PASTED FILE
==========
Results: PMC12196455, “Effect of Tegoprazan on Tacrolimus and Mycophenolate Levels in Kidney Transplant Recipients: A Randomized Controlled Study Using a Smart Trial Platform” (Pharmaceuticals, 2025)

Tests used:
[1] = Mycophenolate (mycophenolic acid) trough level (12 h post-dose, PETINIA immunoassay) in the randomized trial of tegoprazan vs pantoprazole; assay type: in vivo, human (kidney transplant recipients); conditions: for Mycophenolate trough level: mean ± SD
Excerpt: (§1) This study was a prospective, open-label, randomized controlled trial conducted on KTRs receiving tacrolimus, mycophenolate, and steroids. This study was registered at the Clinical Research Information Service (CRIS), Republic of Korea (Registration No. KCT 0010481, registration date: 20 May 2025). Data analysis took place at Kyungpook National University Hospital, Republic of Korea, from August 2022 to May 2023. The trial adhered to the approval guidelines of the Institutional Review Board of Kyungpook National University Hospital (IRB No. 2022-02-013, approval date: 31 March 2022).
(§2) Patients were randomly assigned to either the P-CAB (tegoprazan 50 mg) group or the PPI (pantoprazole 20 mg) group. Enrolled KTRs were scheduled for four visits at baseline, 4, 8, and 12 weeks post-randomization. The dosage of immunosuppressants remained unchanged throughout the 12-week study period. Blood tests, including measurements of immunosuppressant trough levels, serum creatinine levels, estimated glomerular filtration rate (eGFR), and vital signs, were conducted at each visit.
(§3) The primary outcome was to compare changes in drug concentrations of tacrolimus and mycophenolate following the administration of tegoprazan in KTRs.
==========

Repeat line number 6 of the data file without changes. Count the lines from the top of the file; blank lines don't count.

(§3) The primary outcome was to compare changes in drug concentrations of tacrolimus and mycophenolate following the administration of tegoprazan in KTRs.